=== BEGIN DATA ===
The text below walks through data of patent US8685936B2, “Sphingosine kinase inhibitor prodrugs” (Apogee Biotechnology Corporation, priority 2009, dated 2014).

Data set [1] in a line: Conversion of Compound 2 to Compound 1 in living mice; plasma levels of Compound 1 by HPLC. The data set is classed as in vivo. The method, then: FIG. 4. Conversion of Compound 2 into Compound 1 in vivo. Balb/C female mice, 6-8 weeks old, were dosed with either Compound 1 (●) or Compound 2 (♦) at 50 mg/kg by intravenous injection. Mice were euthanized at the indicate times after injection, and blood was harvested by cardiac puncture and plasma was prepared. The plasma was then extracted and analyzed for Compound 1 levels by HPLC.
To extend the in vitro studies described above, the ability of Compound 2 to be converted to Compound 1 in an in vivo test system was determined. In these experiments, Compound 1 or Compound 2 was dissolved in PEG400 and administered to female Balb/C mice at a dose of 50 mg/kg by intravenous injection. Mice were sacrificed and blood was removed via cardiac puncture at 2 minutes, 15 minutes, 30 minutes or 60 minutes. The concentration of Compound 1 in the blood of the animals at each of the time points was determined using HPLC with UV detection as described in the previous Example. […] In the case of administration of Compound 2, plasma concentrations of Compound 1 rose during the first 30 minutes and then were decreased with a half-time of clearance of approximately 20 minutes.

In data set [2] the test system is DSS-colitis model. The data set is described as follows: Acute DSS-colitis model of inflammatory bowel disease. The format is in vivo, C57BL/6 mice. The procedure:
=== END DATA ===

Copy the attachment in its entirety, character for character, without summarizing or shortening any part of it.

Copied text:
The text below walks through data of patent US8685936B2, “Sphingosine kinase inhibitor prodrugs” (Apogee Biotechnology Corporation, priority 2009, dated 2014).

Data set [1] in a line: Conversion of Compound 2 to Compound 1 in living mice; plasma levels of Compound 1 by HPLC. The data set is classed as in vivo. The method, then: FIG. 4. Conversion of Compound 2 into Compound 1 in vivo. Balb/C female mice, 6-8 weeks old, were dosed with either Compound 1 (●) or Compound 2 (♦) at 50 mg/kg by intravenous injection. Mice were euthanized at the indicate times after injection, and blood was harvested by cardiac puncture and plasma was prepared. The plasma was then extracted and analyzed for Compound 1 levels by HPLC.
To extend the in vitro studies described above, the ability of Compound 2 to be converted to Compound 1 in an in vivo test system was determined. In these experiments, Compound 1 or Compound 2 was dissolved in PEG400 and administered to female Balb/C mice at a dose of 50 mg/kg by intravenous injection. Mice were sacrificed and blood was removed via cardiac puncture at 2 minutes, 15 minutes, 30 minutes or 60 minutes. The concentration of Compound 1 in the blood of the animals at each of the time points was determined using HPLC with UV detection as described in the previous Example. […] In the case of administration of Compound 2, plasma concentrations of Compound 1 rose during the first 30 minutes and then were decreased with a half-time of clearance of approximately 20 minutes.

In data set [2] the test system is DSS-colitis model. The data set is described as follows: Acute DSS-colitis model of inflammatory bowel disease. The format is in vivo, C57BL/6 mice. The procedure: